Scratch That… Top 5 Clues the Sellers Market Is Borderline Crazy!
1 Showing phone calls before it’s listed with the showing service
The Listing Agent puts the listing data into the MLS and hits the ACTIVE button, which generates the new MLS number unique to this property and fires the new listing out into the interweb. Then the Listing Agent logs into their account with their showing service to supply said showing service with the MLS number and give them all the info needed to set showings – The restrictions, instructions, lock box number and location etc.
In this market, sometime between hitting the Active button and transferring the pertinent showing info to the showing service, Buyer’s Agents are already calling the showing service (phone number is on the MLS listing) to set a showing and the showing service is already calling me/Listing Agent to ask what the showing instructions are! Ten minutes… I swear, I just need 10 minutes to complete the process! I have not forgotten, I just can’t work at the speed of Google.
2 Offers sight unseen
The listing went live today but showings are not permitted to start until 2 days from now to accommodate the Seller getting the condo ready or the existing lease requirements and arrangement with the tenants. The first offer (of several) is received just a couple of hours after the property hits the market. A short chat with the Buyer’s Agent goes like this: “You have not seen the condo yet. Did your Buyer want to do that before the offer is reviewed?” BA: “Not particularly. We know exactly what we are looking for.”
3 Threats and negative phone calls toward the Listing Agent
Sounds awful, right? It is! Buyer’s Agents of disappointed Buyers sometimes feel the need to call or email a Listing Agent and voice their anger/disappointment/frustration. After all, they didn’t get the chance to see the place before it went under contract and that MUST be the Listing Agent’s fault. Some ask questions hoping to discover impropriety on the part of the Listing Agent, others just flat out threaten to have their clients lodge a formal complaint with the Real Estate Commission. Another group (bigger in number) suggest ways that I might be able to “improve” my business that would make it easier for them to explain their clients why they missed out. I have a whole ‘nother post on this scenario. It’s a doozy!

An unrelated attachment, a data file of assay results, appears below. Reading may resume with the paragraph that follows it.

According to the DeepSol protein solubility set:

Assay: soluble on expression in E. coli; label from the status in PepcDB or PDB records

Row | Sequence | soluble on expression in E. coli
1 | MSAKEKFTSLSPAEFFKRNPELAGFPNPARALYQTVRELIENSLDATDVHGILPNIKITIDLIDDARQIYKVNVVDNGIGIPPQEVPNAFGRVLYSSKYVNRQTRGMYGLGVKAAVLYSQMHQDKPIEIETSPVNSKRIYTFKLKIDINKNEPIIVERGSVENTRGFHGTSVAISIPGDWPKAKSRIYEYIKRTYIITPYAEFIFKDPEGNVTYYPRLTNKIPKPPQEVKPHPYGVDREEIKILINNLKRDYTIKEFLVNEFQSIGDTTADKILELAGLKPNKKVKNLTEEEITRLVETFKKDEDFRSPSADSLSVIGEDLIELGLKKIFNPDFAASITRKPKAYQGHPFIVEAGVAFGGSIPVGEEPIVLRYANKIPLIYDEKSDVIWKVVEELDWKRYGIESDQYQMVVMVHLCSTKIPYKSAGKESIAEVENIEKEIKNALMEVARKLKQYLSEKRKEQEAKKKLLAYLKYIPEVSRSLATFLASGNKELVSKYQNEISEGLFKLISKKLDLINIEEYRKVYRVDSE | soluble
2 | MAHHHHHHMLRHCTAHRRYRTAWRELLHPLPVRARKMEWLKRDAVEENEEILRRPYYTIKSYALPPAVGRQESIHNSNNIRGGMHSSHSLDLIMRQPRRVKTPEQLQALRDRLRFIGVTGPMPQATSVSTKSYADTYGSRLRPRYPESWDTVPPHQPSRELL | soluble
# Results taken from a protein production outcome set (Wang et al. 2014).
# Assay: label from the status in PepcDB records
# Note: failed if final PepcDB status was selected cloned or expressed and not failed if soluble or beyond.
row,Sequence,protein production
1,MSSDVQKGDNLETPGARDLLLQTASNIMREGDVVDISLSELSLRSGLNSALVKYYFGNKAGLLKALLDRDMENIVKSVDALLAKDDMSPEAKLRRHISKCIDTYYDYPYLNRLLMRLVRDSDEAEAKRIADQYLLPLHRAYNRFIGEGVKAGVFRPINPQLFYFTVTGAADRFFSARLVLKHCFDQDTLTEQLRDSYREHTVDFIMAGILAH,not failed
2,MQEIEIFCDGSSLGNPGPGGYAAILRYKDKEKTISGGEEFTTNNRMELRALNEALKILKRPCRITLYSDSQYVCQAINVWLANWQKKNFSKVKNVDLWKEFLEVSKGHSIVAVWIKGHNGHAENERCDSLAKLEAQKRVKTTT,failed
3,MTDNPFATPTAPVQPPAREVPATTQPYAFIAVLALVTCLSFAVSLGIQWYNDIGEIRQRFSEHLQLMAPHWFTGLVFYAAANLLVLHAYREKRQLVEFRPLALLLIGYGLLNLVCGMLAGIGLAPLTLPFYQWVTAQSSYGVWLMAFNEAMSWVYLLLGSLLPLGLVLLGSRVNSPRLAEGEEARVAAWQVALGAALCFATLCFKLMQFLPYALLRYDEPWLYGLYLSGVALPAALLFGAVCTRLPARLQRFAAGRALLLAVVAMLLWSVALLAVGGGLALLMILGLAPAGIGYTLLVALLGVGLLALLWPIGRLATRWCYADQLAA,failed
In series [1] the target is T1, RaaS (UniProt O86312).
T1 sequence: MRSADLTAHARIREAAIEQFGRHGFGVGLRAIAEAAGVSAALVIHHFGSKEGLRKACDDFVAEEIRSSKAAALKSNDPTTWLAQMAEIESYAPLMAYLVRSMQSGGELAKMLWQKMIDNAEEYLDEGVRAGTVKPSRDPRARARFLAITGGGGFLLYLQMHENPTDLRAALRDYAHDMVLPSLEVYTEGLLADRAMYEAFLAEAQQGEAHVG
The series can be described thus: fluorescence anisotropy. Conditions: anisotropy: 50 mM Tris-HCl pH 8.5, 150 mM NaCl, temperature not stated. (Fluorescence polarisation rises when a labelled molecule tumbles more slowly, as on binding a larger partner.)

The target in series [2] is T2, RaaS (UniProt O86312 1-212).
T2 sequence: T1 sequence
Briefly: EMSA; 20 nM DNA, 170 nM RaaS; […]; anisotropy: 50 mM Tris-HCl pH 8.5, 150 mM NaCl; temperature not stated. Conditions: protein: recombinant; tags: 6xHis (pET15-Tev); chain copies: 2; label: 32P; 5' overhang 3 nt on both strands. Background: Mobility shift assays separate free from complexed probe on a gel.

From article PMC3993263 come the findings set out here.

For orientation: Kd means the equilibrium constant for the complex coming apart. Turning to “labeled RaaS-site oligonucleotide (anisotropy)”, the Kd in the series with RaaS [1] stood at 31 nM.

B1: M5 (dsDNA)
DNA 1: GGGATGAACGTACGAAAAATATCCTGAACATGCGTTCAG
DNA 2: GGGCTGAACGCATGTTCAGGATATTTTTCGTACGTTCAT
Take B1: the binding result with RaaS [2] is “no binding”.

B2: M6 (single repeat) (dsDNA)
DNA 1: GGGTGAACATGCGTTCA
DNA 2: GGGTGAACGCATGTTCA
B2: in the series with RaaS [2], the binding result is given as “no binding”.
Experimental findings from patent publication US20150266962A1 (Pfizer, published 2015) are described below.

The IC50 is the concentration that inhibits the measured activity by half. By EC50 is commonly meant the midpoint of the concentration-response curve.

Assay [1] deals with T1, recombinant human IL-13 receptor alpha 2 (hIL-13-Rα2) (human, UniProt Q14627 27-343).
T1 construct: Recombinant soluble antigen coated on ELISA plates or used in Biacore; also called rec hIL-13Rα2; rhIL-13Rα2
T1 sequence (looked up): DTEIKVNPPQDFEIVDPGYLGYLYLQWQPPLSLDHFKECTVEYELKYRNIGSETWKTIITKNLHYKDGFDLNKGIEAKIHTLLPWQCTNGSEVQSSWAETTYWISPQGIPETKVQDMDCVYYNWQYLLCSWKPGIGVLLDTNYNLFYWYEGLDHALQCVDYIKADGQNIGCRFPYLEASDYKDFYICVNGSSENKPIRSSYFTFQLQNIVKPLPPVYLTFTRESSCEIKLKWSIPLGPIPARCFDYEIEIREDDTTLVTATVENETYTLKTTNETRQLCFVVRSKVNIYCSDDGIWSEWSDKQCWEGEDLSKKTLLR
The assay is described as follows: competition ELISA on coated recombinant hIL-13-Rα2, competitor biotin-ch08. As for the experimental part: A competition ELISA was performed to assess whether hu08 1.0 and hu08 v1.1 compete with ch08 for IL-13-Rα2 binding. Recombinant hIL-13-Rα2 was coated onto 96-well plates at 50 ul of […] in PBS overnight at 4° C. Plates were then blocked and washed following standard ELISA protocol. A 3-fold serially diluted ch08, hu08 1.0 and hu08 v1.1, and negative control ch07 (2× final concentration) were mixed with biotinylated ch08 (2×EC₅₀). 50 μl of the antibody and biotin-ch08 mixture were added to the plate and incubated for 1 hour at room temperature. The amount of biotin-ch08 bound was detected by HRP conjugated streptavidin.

4 Professional real estate pictures and video tours are ready after the listing is under contract
This unfortunate situation has not been me, thank goodness. But I have seen several cases where the listing went live without pictures recently. A “Pictures coming soon” placeholder is just not the same when it comes to advertising and it’s not doing the seller any favors to get it listed super quickly, if the cost is no pictures. Priced right, the house will still go under contract… But will it get the same competitive offer attention? Not sure. Really not sure I’d want to risk it either. In one case, my clients had a great house under contract for about a week when the listing agent sent me the link to the virtual tour. It was stunning and my clients were over the moon at being able to share the link and show their friends and family the house they were buying. My heart went out to the Listing Agent though. These things are not cheap and had the tour arrived early enough to showcase the house before it was under contract, it might have changed the price it sold for. You never know.
5 Cash closings
I had to ask myself what the deal was with all the cash offers. How can so many people have access to so much cash? I thought Americans were not very good at saving? Turns out that a boatload of people are buying with cash then refinancing their new property just after closing… To pay back mom and dad (or whomever) loaned them the cash. Why? Because in a competitive market a quicker closing with no loan or appraisal contingencies means lower risk to seller that the deal will terminate en route. Where are mom and dad getting $500,000 in cash? It’s equity in their homes. Equity that can be borrowed using a HELOC and repaid quickly. Of course there is a cost, but their kids would be happy to pay the $2000 if it means they can compete successfully for the house of their dreams and possibly pay less for it too! It’s hard to fault people who leverage all their resources… And it’s hard to compete with them too!